SAS is on a sustainable journey
SAS is focused on three strategic areas of sustainability. The first involves fuel efficiency, the second relates to biofuels and emerging technology and the third involves making its product and service offering as sustainable as possible.
“We aim to be using 100% recyclable materials by 2030,” says Lars Andersen Resare, Head of Environment and Corporate Social Responsibility at SAS. “And we’re quickly moving towards that target.”
A large part of this work involves transforming how meals and drinks are served to SAS travelers. “It’s a big undertaking,” says Andersen Resare. “We’re working with a number of suppliers that are aligned with our ambitions. These include looking at the seasonality of menus, the way the food and packaging has been produced and how it has been transported before it comes onboard an aircraft.”
The New Nordic by SAS food concept was one of the first initiatives launched to support these goals. Using local and seasonal ingredients in its menus, the meals come in a cube-shaped package that minimizes the amount of packaging needed to serve them.
“It’s a seasonal rolling menu where we tend to use more and more plant-based elements,” says Alexander Lund, Food & Beverage manager. “Traditionally, we had a lot of meat onboard, but now we’re offering more alternatives. We also use locally sourced products and ingredients.”
SAS is also changing the materials it uses and looking at how to reduce single-use disposables. For knives and forks, the company is looking into using wooden or renewable plastic or plant-based solutions.
Finding alternatives to plastic can be challenging since plastic possesses many good properties for food safety and durability. “We need to be a bit cautious about our ambitions,” Andersen Resare explains. “The most sustainable solutions don’t always have the best properties that we need for food packaging. We need materials that cope well when they’re heated or cooled and that are user friendly, so there’s less spillage. But we’re moving towards better alternatives that reduce the raw materials needed in production and that are easier to handle as waste.”
As well as different materials, a there is also an emphasis on what is needed and when, which can help reduce waste. “There are many smaller items onboard that we’re re-evaluating to reduce waste,” Andersen Resare says. “Salt and pepper, for example, are always served with meals, but few people use them. And sometimes, travelers are given cutlery items like spoons that have nothing to do with the food they’re eating. We need to look at not having one standard solution for everything.”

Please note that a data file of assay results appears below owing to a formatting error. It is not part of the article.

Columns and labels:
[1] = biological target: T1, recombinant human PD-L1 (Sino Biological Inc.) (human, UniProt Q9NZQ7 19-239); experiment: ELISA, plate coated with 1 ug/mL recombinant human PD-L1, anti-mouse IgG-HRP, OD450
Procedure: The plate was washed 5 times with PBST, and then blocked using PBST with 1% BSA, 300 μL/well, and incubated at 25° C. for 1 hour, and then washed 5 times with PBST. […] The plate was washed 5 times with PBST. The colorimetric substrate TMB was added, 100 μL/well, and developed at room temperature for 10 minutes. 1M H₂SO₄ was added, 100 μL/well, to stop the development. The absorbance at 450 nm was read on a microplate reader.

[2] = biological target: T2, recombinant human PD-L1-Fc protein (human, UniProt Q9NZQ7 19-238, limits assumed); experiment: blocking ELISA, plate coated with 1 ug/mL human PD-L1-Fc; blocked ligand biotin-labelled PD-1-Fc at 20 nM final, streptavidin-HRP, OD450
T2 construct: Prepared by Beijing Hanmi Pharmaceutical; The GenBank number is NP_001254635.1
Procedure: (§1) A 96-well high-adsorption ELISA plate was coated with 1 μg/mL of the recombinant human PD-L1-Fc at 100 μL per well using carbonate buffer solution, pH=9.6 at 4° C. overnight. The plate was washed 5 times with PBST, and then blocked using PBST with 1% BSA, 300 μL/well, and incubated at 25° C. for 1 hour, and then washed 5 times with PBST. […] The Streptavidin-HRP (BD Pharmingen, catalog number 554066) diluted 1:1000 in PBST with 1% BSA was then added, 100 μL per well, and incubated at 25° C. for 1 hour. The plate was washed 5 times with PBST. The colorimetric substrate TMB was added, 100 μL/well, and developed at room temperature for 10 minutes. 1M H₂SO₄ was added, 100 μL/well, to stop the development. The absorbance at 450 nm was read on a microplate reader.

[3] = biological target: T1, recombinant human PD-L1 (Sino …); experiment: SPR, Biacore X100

The pre-order meal service for travelers in SAS Go is a key initiative in this area. “It means we can be more exact about the number of items and servings we load onto an aircraft,” says Andersen Resare. “This reduces the weight of what we’re transporting and saves us having to throw things away, since we can’t legally reuse food items from one flight on another.”
As well as food and beverages, SAS is looking at how to make other products it offers more sustainable. For example, the small bag used for comfort kits has been replaced with a more sustainable solution, and its contents, such as the toothbrush, toothpaste, socks and earplugs, are also now being made from sustainable materials. SAS is also looking at its onboard sales offering to see if more home deliveries are possible.
Meanwhile, a new sustainable product due to be launched soon, will enable travelers to buy biofuel. Travelers will be able to buy an amount of biofuel that SAS will use on a flight in the near future.
“Our goals with sustainability include cutting our own costs, being a good corporate citizen and being more attractive to our customers,” says Andersen Resare. “As a society, we have a limited amount of resources available. We want to use less and be an organization that doesn’t over-consume. A company that reduces our use of fossil fuels. That is our responsibility and our ambition. And we hope that our travelers appreciate this.”
Published: June 10, 2019